The controversy surrounding Sanjay Leela Bhansali’s Padmavati has led to a lot of talk about the very existence of Rani Padmini or Padmavati.
Some historians like Harbans Mukhia and Tasneem Suhrawardy claim there is no mention of a Rani Padmini in the timeline of Alauddin Khilji, as per the two most credible sources of the period – Amir Khusrau and Ziauddin Barani.
Writer Aziz Ahmed, in his paper ‘Epic and Counter - Epic in Medieval India’ states that it was Ghiyasuddin Khilji of Malwa, and not Alauddin Khilji who had taken a fancy to Padmini.
Ramya Srinivasan, a Professor at the University of Pennsylvania and author of the book ‘Many Lives of a Rajput Queen: Heroic Pasts in Indian History (c. 1500-1900)‘ takes an entirely different route.
In her book, she traces how the Padmini narrative was reimagined when it crossed regional, socio-political, and linguistic-literary boundaries over a period of four centuries.
A Sufi ‘Tale of Love’
To Srinivasan, the different Padmini narratives speak about two kinds of traditions: one of memory, and the other of literary-romances.
So, Did Rani Padmavati Really Exist?
While she examines the many versions of the Padmini narrative, that have made the rounds through the centuries, she says that there is one common factor that almost all the ascribing versions can accrue to -– in the history of India, Padmini of Chittor represents the ‘perfect model of Indian womanhood’.
Srinivasan says that Malik Muhammad Jayasi’s ‘Padmavat’ was a Sufi mystical adaptation of the formula pertaining to a ‘heroic romance’, where the idea of mighty princes embarking on heroic, mystical quests to woo beautiful princesses, took major precedence in the period between the 14th and 17th centuries.
The story is built around the conquests of the Delhi Sultan and Rajput resistance in the context of Sufi practices, which had been shaped by competition with rival religious traditions for influence.Ramya Srinivasan writes in her book ‘Many Lives of a Rajput Queen’
The theme of ultimate sacrifice, duty and conquest marks this version of ‘Padmavat’, that circulated through the different courts in the period broadly categorised between the 14th and 17th centuries. Other texts of this period, which include the ‘tale of love’ stories of Madhavanal-Kamakandala, Usha-Anniruddha or Nala-Dayamanti, all echo the same kind of theme, says Srinivasan.
The glorification of Rana Ratansen’s death, where his final moments lay in the fight to protect his wife Padmini, and the latter’s ‘supreme act of love’ by committing jauhar and the ruthlessness of the ‘invader’ Sultan Alauddin Khilji, seems to be a characteristic style of this narrative.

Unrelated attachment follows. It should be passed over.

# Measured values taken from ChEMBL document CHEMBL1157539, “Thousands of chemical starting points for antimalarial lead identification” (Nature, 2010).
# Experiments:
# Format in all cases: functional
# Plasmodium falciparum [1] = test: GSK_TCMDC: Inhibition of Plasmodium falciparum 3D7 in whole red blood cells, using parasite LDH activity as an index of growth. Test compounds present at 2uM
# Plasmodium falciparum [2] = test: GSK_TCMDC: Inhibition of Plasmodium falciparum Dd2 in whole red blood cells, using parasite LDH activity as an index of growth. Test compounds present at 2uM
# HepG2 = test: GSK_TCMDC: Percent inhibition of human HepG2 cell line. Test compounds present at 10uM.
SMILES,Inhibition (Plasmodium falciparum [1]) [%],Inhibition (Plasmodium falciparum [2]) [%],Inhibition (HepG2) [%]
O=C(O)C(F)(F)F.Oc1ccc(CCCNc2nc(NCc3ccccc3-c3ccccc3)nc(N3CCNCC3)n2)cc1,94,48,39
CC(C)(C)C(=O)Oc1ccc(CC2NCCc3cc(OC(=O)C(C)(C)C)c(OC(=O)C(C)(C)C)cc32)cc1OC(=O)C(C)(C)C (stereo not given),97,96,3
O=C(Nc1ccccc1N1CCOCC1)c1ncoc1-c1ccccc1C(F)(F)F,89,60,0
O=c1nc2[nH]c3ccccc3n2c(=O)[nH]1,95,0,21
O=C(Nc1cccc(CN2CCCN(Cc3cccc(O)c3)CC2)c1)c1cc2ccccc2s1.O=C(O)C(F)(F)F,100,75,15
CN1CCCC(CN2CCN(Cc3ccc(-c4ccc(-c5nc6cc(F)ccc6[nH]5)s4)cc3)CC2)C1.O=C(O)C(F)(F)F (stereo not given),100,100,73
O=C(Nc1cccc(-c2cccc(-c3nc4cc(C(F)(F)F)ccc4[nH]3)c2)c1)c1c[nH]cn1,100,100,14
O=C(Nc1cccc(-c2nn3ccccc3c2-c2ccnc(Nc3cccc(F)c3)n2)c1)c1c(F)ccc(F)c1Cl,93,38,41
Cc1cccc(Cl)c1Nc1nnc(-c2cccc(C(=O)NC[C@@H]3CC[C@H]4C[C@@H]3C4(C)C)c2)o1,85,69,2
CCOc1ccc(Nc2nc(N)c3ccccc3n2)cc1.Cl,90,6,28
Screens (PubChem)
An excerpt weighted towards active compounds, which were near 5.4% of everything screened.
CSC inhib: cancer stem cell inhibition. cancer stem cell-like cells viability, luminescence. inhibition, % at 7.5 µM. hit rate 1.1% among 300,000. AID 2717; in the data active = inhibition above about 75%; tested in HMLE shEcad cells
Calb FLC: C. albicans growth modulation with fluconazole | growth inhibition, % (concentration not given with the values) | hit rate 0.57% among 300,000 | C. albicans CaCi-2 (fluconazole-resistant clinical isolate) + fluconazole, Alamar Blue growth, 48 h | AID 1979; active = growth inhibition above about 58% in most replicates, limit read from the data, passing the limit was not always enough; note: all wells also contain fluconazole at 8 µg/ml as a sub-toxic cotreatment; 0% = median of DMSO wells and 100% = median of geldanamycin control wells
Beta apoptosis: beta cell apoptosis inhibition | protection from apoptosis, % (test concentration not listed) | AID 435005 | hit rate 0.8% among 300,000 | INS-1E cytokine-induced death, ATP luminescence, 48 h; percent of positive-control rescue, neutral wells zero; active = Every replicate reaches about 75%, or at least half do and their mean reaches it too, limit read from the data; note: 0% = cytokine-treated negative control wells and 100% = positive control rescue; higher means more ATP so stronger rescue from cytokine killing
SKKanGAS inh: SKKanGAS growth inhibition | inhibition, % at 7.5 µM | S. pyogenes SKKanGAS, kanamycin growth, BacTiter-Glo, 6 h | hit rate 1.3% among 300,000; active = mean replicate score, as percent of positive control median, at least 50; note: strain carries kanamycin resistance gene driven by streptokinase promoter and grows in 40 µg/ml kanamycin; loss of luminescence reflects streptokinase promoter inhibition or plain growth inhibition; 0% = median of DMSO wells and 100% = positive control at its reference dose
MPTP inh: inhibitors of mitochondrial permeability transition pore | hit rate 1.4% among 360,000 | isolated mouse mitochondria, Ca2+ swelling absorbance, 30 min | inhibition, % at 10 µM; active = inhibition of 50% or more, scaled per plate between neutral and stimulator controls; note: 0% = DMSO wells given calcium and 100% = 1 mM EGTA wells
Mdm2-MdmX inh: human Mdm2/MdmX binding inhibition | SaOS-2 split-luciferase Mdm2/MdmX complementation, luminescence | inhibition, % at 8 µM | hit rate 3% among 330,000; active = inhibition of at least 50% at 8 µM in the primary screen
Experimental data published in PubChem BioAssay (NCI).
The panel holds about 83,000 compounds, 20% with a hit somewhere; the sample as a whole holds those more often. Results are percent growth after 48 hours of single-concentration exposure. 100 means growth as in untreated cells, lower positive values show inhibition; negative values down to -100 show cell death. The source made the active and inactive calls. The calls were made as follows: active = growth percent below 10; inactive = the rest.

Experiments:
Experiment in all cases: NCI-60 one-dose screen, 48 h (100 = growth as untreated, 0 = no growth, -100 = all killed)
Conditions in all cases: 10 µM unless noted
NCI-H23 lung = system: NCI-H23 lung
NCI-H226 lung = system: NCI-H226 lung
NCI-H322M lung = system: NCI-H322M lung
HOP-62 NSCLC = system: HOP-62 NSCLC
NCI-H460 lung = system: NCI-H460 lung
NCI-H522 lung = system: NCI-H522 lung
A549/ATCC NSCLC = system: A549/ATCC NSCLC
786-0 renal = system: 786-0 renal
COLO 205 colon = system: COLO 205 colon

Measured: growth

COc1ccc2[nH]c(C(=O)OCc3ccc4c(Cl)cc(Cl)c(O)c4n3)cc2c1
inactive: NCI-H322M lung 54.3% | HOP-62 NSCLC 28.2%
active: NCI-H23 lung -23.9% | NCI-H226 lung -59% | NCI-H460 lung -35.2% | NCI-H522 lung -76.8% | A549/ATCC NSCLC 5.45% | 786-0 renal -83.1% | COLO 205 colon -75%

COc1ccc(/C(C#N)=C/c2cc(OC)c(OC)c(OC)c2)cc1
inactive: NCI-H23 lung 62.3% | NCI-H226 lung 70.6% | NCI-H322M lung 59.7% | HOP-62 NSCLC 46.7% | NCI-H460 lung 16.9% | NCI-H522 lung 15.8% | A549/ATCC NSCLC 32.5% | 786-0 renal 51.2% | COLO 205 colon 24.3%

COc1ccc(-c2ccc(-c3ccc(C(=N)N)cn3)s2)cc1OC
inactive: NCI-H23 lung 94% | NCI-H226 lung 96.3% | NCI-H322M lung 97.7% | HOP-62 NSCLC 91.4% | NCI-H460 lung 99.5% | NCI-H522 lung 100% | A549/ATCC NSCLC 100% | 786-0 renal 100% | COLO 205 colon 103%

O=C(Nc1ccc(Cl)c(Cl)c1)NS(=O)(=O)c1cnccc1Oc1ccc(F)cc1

This narrative heavily influenced several Urdu and Persian translations of the ‘Padmavat’ that emerged through this period, which focused on the glorification of this sacrificial love and its fight against a ruthless invader.
17th and 18th Rajput History
While the 17th century and 18th century Rajput translations of Jayasi’s ‘Padmavat’ differed from each other in many ways, they both agreed on one point – the heroism of the virtuous queen that preserved the Rajput kingdom and its moral order.
Additionally, the story behind the events that Jayasi notes also differed according to the relationship of the local chief or ruler with the writer translating it. For instance, while the 17th century translations spoke more about Rajput honour and pride in terms of Rana Ratansen and Padmini, the narrative of the 18th century translation turned more towards an emergent demonisation of the conquering enemy as the iconoclastic, unclean Muslim, Srinivasan says in her book.
19th Century Bengali Literature
19th century Bengali translations were modelled widely on James Tod’s ‘Annals and Antiquities of Rajasthan’, which presented the story through an extremely colonial perspective.
“The story of the heroic Rajput queen immolating herself rather than surrendering to a lustful muslim conqueror gained new significance within the heroic traditions of a largely Hindu nationalist historiography”.
For the Bengali bhadralok, the legend came to exemplify a reinterpretation of the emerging nation’s medieval history in which ‘patriotic Hindu’ had resisted ‘Muslim invader’.Ramya Srinivasan writes in her book ‘Many Lives of a Rajput Queen’
Jayasi’s ‘Padmavat’ thus came to exemplify Hindu patriotism in the face of a Muslim conquest. While there were many instances in the poem which suggested a vast deviation from this theme, considering it hosted an infusion of both Hindu and Muslim elements, a ‘reformulation of new national identities along tacitly communal lines’ had been established in the 19th century Bengali translation of the same, on account of its selective appropriation of earlier traditions.
However, Srinivasan mentions a disclaimer in terms of the many translations of the story she is tracking.
14th century accounts that described Alauddin Khilji’s conquest of Chittor did not mention Rani Padmini at all. The absence of any evidence, material or literary, strongly suggests that the figure of the queen became associated only later with memories of the Delhi Sultan’s conquest of Chittor, she writes.
She also adds that different narratives around Padmini’s story reveal neither internal nor contextual mechanisms of authentication. However, they each circulated within familiar traditions, in which they were in dialogue with other narratives.
But, she concludes, the true purpose of the many versions of the Padmini narrative were for them to be enthusiastically used to mobilise specific kinds of communities for political purposes. Something, which if we think about it, is happening just right now in our country as well.
- Excerpts reproduced from Ramya Srinivasan's Many Lives of a Rajput Queen: Heroic Pasts in Indian History (c. 1500-1900).